Defining future research priorities: results of the UK Kidney Transplant Priority Setting Partnership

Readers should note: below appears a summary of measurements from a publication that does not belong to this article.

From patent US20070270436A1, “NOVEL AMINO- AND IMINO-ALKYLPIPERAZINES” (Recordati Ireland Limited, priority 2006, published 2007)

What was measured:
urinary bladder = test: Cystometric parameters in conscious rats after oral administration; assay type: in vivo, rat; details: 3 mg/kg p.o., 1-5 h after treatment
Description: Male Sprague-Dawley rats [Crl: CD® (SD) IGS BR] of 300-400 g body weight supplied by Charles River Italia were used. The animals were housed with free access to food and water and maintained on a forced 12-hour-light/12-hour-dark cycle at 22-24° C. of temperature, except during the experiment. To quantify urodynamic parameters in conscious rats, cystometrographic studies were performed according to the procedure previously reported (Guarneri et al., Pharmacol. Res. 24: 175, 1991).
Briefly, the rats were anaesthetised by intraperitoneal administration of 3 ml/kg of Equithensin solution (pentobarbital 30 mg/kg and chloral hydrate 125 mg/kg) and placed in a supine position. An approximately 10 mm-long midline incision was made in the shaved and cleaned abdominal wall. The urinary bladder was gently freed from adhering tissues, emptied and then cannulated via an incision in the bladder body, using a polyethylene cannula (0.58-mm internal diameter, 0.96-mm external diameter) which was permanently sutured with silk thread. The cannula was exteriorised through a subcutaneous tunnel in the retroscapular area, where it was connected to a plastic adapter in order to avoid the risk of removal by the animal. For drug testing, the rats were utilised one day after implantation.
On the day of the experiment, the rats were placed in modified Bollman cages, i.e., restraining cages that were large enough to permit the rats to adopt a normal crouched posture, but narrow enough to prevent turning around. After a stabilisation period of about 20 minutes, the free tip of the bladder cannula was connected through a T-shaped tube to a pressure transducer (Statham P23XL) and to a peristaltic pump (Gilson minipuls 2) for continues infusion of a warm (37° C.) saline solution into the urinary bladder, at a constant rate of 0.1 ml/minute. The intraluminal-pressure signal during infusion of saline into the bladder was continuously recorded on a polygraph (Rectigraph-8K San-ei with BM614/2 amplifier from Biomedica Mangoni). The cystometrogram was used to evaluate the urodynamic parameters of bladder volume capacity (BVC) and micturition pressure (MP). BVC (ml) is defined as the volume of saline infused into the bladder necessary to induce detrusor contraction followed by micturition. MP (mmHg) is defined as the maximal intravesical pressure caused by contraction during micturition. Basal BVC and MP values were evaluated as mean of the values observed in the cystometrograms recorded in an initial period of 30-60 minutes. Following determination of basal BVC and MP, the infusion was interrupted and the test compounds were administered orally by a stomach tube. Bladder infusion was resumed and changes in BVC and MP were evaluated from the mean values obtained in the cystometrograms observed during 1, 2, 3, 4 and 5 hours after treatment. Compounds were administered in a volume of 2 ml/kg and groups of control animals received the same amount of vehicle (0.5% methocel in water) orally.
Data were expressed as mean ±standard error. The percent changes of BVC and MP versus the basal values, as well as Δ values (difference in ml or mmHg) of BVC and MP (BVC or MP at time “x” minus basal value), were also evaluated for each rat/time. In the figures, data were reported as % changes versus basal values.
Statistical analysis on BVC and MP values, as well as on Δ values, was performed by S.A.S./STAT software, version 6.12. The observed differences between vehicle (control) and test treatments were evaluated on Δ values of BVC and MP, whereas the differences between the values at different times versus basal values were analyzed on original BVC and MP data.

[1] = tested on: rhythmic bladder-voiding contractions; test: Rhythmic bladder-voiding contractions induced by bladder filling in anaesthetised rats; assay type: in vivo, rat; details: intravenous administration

INTRODUCTION: Research agendas in kidney transplantation are often driven by the interests of individual researchers and/or of the pharmaceutical industry. This often overlooks the priorities of patients, carers and clinicians. The James Lind Alliance Kidney Transplant Priority Setting Partnership (PSP) was established with the aim of involving all stakeholders in identifying and prioritising future research in the field. METHODS: The PSP methodology is as outlined by the James Lind Alliance: (1) A steering group, coordinated by the Centre for Evidence in Transplantation (CET), was convened to include representation from all key national professional and patient bodies involved in the care of kidney transplant recipients and living kidney donors. (2) Partner organisations (both local and national) with an interest in Kidney Transplantation were invited to contribute to and help publicise the process. (3) An initial survey collected treatment uncertainties (unanswered research questions) from a mixture of patients, carers and clinicians, which were added to those identified from surveys conducted previously by partner organisations. (4) Survey responses were refined to remove duplicate and out-of-scope topics, and the existing literature searched to identify and exclude topics already answered by current evidence. (5) An interim prioritisation survey asked patients and professionals to score the importance of the remaining uncertainties to create a ranked long-list. (6) A final workshop will identify the top ten priorities for future research from the top 25 ranked in the prioritisation survey. RESULTS: The process included over 20 partner organisations representing both patients and clinicians, including professional organisations, charities and patient groups. The initial survey identified 497 uncertainties. 132 were deemed out-of-scope and excluded. The remaining 365 were categorized and grouped into 97 “indicative” uncertainties. Seven of these were considered to be answered by the existing literature and excluded. Of the remaining 90, 45 were submitted by more than two respondents and were taken forward to the prioritisation survey. The interim prioritisation survey received 256 responses (34.0% patients/carers, 10.5% donors and 55.5% professionals) to produce a ranked long-list. 30 professionals, patients, donors and carers will be taking part in a final consensus workshop on 3rd February 2016 in order to agree a top ten research priorities from this list. CONCLUSIONS: This project uniquely brings together patients and clinicians to prioritise future research in kidney transplantation. The results of the final workshop on the 3rd February will provide a top ten list of prioritised research questions in kidney transplant, agreed by patients and professionals, which will help researchers and funders target their activities. These results will be available for presentation at Kidney Week 2016.